COVID-19 vaccines are likely to have a 2-dose schedule predicted to be 21 to 28 days apart. Vaccines will not be interchangeable, so vaccine recipients must receive the second dose from the same manufacturer as the initial dose.6 Pharmacists and other health care providers will be tasked with reminder and recall efforts, which may include telephone and/or automatic calls, text messaging, or a combination of these to ensure vaccine series completion.12 Careful record keeping will also be essential, and pharmacies will need to follow local and state jurisdictions regarding specific requirements for documentation and reporting of vaccine administration, including reporting to state immunization information systems, commonly referred to as immunization registries.13 Additionally, the CDC will provide access to a mobile application called the Vaccine Administration Management System, which can be used to record COVID-19 vaccine administration information that complies with CDC requirements.14

Judicious postvaccination monitoring also will be required. In accordance with other vaccines, reporting of adverse events, administration errors, multisystem inflammatory syndrome, and COVID-19 infections resulting in death or hospitalization following vaccination must be reported to the Vaccine Adverse Event Reporting System (VAERS).15 In addition to VAERS, expanded monitoring will be established for COVID-19 vaccines. The CDC Vaccine Safety Assessment for Essential Workers will provide a smartphone-based texting service to allow individuals to receive reminders, ask follow-up questions, and report adverse events in an easy and organized manner.15 Agencies administering the vaccines should monitor the CDC website for updates regarding required monitoring and tracking postvaccination.

Improving Patient Access

As vaccines become more widely available following the initial rollout phase, agencies and pharmacies providing vaccination should ensure that they are able to reach individuals who may not have access to care, including those in rural communities, the underinsured, and the uninsured. Rural communities in particular have been shown to have older and sicker residents compared with suburban and urban communities, making COVID-19 vaccine distribution and administration in these areas extremely important.14 Pharmacies will be essential in reaching residents in rural communities because they are easily accessible and allow for walk-in consultation and services. Pharmacies are encouraged to coordinate services with local, national, and state agencies, such as state Medicaid and rural health offices, to increase vaccine administration efforts. Additionally, pharmacies may consider setting up satellite or off-site clinics to assist in serving community needs. Information regarding regulations for such services can be found on the CDC website.16 Pharmacists should also consult their state boards of pharmacy for any legal or regulatory requirements.


Two COVID-19 vaccines are in the manufacturing process, and distribution is likely to begin as early as December 2020. The CDC is recommending a phased approach for distribution and administration. Pharmacies and pharmacists will be essential in the administration of these vaccines to communities. Pharmacies will need to prepare accordingly to store, handle, administer, and follow up per local, national, and state regulations. To ensure public safety and vaccination equity, pharmacists should continuously consult the ACIP and CDC for guidance and updates.

Mariam Fahim is a PharmD candidate; Luma Munjy, PharmD, is an assistant professor of pharmacy; and Karl Hess, PharmD, APh, CTH, FCPhA, FAPhA, AFTM, RCPS (GLASG), is an associate professor of pharmacy practice and the director of Community Pharmacy Practice Innovations, all at Chapman University’s School of Pharmacy in Irvine, California.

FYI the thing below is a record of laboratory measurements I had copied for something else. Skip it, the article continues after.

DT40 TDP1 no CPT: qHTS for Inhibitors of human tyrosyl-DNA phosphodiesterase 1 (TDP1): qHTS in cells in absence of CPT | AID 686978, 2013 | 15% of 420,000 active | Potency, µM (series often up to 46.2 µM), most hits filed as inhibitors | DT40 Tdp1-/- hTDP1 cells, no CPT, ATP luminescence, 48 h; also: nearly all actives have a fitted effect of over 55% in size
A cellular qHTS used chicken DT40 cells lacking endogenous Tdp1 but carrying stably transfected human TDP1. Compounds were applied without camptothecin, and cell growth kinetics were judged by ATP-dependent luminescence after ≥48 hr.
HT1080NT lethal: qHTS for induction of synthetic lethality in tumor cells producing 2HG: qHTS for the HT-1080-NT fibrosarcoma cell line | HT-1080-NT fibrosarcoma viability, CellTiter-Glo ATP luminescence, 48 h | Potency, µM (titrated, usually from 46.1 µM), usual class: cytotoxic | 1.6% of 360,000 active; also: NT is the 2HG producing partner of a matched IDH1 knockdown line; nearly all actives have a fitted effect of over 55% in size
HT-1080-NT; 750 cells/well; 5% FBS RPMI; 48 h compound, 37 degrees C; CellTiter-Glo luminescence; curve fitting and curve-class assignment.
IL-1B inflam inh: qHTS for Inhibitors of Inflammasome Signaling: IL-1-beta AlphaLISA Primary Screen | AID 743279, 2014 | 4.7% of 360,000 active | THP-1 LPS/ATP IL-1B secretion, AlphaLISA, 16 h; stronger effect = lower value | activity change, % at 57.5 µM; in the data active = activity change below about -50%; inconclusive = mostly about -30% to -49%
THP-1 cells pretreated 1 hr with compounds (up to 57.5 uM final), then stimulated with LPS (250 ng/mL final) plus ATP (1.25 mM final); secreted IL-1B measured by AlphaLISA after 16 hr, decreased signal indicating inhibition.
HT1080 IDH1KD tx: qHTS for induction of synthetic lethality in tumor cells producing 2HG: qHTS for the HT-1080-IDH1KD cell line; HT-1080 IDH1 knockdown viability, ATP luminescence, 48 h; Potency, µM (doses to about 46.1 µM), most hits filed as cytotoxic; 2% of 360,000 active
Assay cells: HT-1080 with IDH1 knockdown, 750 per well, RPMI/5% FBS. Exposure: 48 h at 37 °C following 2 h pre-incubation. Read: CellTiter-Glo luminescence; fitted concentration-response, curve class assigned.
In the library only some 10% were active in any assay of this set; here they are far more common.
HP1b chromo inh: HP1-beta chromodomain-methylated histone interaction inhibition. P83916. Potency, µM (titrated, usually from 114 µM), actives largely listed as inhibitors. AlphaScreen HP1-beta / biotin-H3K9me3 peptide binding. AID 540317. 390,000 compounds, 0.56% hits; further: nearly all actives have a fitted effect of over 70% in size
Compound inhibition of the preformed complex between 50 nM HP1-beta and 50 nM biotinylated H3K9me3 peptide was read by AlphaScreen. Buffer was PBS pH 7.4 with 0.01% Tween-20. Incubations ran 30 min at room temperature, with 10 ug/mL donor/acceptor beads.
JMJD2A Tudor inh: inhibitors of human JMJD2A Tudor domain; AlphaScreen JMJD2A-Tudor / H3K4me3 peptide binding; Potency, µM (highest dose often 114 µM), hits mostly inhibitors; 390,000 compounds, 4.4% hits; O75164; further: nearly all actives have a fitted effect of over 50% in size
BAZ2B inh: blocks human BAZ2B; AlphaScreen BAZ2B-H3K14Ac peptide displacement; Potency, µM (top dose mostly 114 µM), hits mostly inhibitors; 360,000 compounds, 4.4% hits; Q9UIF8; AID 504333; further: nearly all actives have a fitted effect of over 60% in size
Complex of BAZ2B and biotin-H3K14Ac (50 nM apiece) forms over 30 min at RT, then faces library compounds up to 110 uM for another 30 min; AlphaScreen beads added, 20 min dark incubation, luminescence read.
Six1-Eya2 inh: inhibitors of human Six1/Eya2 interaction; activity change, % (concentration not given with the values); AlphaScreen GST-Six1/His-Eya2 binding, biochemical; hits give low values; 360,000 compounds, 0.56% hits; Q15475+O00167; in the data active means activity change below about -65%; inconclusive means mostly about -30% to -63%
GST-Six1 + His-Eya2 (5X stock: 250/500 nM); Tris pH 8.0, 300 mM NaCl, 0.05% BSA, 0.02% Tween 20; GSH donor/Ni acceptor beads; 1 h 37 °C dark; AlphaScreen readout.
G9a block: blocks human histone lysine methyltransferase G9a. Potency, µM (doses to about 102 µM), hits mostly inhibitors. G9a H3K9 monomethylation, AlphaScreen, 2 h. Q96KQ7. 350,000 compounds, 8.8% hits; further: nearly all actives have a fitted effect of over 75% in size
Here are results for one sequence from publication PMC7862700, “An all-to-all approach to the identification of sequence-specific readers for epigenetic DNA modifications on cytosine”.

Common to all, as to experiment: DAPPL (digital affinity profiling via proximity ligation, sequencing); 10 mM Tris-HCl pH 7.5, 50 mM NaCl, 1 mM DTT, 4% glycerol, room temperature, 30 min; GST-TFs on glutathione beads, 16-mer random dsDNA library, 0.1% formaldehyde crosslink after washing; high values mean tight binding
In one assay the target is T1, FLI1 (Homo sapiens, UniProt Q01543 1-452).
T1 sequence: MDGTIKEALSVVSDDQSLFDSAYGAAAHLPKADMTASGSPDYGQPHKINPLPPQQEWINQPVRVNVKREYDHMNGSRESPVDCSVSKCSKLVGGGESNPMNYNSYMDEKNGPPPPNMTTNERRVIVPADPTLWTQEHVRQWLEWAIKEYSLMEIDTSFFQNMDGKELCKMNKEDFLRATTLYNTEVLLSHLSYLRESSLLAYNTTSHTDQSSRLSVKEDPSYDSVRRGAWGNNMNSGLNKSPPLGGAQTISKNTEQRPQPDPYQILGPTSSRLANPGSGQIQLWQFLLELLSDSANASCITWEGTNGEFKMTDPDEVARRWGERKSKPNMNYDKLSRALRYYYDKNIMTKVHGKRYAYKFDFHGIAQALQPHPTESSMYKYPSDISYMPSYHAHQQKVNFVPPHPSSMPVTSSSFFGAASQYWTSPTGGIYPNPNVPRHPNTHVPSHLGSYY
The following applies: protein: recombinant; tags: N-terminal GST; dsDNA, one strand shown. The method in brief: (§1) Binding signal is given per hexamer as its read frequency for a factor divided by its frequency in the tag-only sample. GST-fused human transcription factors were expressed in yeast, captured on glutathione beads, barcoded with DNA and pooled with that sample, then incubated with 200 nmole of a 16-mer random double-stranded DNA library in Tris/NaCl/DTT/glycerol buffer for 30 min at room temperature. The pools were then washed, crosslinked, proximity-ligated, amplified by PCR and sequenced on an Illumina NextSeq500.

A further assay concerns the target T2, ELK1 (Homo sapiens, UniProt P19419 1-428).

• WHO Coronavirus disease (COVID-19) dashboard. World Health Organization. Updated November 18, 2020. Accessed November 16, 2020.
  • Cox C, Rudowitz R, Neuman T, Cubanski J, Rae M. How health costs might change with COVID-19. Health System Tracker. April 15, 2020. Accessed November 16, 2020. brief/how-health-costs-might-change-with-covid-19/
  • Kochhar R. Unemployment rose higher in three months of COVID-19 than it did in two years of the Great Recession. Pew Research Center. June 11, 2020. Accessed November 16, 2020. https://www.pewresearch. org/fact-tank/2020/06/11/unemployment-rose-higher-in-three-monthsof- covid-19-than-it-did-in-two-years-of-the-great-recession/
  • How CDC is making COVID-19 vaccine recommendations. CDC. Updated November 9, 2020. Accessed November 16, 2020. https://www. html
  • Fact sheet: explaining Operation Warp Speed. US Department of Health & Human Services. Updated November 13, 2020. Accessed November 16, 2020. warp-speed/index.html
  • CDC. COVID-19 vaccination program interim playbook for jurisdiction operations. October 29, 2020. Accessed November 16, 2020. https://www. Program-Interim_Playbook.pdf
  • Tyson A, Johnson C, Funk C. U.S. public now divided over whether to get a COVID-19 vaccine. Pew Research Center. September 17, 2020. Accessed November 16, 2020. 2020/09/17/u-s-public-now-divided-over-whether-to-get-covid-19- vaccine
  • Jarrett C, Wilson R, O’Leary M, Eckersberger E, Larson HJ; SAGE Working Group on Vaccine Hesitancy. Strategies for addressing vaccine hesitancy — a systematic review. Vaccine. 2015;33(34):4180-4190. doi:10.1016/j.vaccine.2015.04.040
  • Robinson J. Community pharmacy delivers more than 70,000 more flu vaccines during 2018/2019 season. The Pharmaceutical Journal. April 3, 2019. Accessed November 16, 2020. https://www.pharmaceutical-journal. com/news-and-analysis/news/community-pharmacy-delivers-morethan- 70000-more-flu-vaccines-during-2018/2019-season/20206377.article? firstPass=false
  • Schwerzmann J, Graitcer SB, Jester B, et al. Evaluating the impact of pharmacies on pandemic influenza vaccine administration. Disaster Med Pub Health Prep. 2017;11(5):587-593. doi:10.1017/dmp.2017.1
  • HHS expand access to childhood vaccines during COVID-19 pandemic. News release. US Department of Health & Human Services. August 19, 2020. Accessed November 2020. news/2020/08/19/hhs-expands-access-childhood-vaccines-duringcovid-19-pandemic.html
  • Vann JCJ, Jacobson RM, Coyne-Beasley T, Asafu-Adjei J, Szilagyi PG. Patient reminder and recall interventions to improve immunization rates. Cochrane Database Syst Rev. 2018;1(1):CD003941. doi:10.1002/14651858. CD003941.pub3
  • Immunization information systems (IIS). CDC. Updated June 7, 2019. Accessed November 16, 2020. iis/index.html
  • George K. Using pharmacists to provide care in rural areas. The NCSL blog. Accessed November 16, 2020. blog/2020/08/03/using-pharmacists-to-provide-care-in-rural-areas.aspx
  • Ensuring the safety of COVID-19 vaccines in the United States. CDC. Updated October 14, 2020. Accessed November 16, 2020. https://www.\
  • Guidance for planning vaccination clinics held at satellite, temporary, satellite, or off-site locations. CDC. Updated July 23, 2020. Accessed November 18, 2020. mass-clinic-activities/index.html